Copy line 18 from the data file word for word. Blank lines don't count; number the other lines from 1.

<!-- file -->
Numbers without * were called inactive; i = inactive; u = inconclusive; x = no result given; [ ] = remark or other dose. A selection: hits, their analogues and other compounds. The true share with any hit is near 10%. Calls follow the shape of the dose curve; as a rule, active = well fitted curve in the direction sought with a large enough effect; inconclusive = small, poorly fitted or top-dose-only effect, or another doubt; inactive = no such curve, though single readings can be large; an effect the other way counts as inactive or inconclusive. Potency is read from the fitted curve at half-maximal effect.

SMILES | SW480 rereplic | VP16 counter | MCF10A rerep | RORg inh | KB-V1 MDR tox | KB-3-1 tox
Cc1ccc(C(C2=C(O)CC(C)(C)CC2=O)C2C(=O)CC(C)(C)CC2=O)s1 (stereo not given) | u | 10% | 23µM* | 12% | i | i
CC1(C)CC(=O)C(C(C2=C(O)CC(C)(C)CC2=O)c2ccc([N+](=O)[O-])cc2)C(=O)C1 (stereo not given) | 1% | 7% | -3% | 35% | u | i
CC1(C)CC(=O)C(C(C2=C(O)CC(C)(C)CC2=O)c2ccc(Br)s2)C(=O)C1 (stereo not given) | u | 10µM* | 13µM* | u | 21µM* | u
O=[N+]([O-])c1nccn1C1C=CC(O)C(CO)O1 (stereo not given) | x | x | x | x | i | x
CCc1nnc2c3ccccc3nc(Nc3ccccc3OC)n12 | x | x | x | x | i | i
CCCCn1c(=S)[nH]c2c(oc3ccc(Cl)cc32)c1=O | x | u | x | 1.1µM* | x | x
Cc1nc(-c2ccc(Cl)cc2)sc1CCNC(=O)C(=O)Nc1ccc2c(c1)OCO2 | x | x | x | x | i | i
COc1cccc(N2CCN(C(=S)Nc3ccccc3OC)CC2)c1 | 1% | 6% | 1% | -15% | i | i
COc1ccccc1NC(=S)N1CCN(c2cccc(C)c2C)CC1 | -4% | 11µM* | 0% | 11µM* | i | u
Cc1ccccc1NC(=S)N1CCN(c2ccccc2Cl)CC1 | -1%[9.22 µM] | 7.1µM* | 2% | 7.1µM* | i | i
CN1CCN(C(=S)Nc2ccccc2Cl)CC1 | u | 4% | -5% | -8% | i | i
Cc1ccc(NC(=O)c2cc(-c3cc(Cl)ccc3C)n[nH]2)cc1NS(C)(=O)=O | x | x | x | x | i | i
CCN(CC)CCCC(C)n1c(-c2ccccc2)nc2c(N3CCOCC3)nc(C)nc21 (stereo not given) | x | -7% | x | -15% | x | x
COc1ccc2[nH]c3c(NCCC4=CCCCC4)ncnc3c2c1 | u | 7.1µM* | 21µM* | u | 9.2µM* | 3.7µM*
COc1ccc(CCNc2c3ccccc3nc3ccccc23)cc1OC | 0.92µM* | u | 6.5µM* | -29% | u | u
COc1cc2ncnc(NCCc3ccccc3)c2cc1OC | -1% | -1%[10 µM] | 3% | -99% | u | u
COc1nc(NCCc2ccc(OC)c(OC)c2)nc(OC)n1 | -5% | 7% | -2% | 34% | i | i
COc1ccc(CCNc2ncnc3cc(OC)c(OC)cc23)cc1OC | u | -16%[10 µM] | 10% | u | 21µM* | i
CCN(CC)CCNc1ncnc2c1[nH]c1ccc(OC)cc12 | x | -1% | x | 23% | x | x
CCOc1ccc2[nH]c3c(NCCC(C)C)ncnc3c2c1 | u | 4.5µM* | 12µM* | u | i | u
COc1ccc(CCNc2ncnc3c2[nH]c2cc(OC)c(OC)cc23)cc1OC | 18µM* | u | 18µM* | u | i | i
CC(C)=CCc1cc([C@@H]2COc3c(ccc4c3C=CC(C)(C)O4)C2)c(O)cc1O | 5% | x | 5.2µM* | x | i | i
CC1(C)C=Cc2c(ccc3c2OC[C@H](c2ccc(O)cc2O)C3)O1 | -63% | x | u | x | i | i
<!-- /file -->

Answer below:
COc1cc2ncnc(NCCc3ccccc3)c2cc1OC | -1% | -1%[10 µM] | 3% | -99% | u | u